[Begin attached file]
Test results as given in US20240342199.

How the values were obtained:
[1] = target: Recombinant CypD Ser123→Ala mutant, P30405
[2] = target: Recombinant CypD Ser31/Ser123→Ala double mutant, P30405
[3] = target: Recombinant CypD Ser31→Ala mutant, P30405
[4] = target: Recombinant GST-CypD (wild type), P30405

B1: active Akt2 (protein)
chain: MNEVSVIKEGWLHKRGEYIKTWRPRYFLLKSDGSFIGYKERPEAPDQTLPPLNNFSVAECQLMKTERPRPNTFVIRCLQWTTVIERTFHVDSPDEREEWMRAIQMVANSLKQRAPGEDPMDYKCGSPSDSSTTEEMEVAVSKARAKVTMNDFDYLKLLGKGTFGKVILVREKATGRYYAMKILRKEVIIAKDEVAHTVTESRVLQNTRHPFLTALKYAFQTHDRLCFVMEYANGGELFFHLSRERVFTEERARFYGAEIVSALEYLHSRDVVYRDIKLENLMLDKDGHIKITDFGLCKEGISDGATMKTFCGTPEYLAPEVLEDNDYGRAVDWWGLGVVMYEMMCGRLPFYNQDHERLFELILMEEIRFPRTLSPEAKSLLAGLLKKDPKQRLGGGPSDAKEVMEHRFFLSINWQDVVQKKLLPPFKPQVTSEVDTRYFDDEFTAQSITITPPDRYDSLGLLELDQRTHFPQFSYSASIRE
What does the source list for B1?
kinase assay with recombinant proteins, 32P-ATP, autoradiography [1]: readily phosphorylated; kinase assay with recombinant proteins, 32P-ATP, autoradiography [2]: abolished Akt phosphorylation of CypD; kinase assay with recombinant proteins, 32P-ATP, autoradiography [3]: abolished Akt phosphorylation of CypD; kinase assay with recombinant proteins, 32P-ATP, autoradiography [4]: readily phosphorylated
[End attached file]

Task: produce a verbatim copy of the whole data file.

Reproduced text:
Test results as given in US20240342199.

How the values were obtained:
[1] = target: Recombinant CypD Ser123→Ala mutant, P30405
[2] = target: Recombinant CypD Ser31/Ser123→Ala double mutant, P30405
[3] = target: Recombinant CypD Ser31→Ala mutant, P30405
[4] = target: Recombinant GST-CypD (wild type), P30405

B1: active Akt2 (protein)
chain: MNEVSVIKEGWLHKRGEYIKTWRPRYFLLKSDGSFIGYKERPEAPDQTLPPLNNFSVAECQLMKTERPRPNTFVIRCLQWTTVIERTFHVDSPDEREEWMRAIQMVANSLKQRAPGEDPMDYKCGSPSDSSTTEEMEVAVSKARAKVTMNDFDYLKLLGKGTFGKVILVREKATGRYYAMKILRKEVIIAKDEVAHTVTESRVLQNTRHPFLTALKYAFQTHDRLCFVMEYANGGELFFHLSRERVFTEERARFYGAEIVSALEYLHSRDVVYRDIKLENLMLDKDGHIKITDFGLCKEGISDGATMKTFCGTPEYLAPEVLEDNDYGRAVDWWGLGVVMYEMMCGRLPFYNQDHERLFELILMEEIRFPRTLSPEAKSLLAGLLKKDPKQRLGGGPSDAKEVMEHRFFLSINWQDVVQKKLLPPFKPQVTSEVDTRYFDDEFTAQSITITPPDRYDSLGLLELDQRTHFPQFSYSASIRE
What does the source list for B1?
kinase assay with recombinant proteins, 32P-ATP, autoradiography [1]: readily phosphorylated; kinase assay with recombinant proteins, 32P-ATP, autoradiography [2]: abolished Akt phosphorylation of CypD; kinase assay with recombinant proteins, 32P-ATP, autoradiography [3]: abolished Akt phosphorylation of CypD; kinase assay with recombinant proteins, 32P-ATP, autoradiography [4]: readily phosphorylated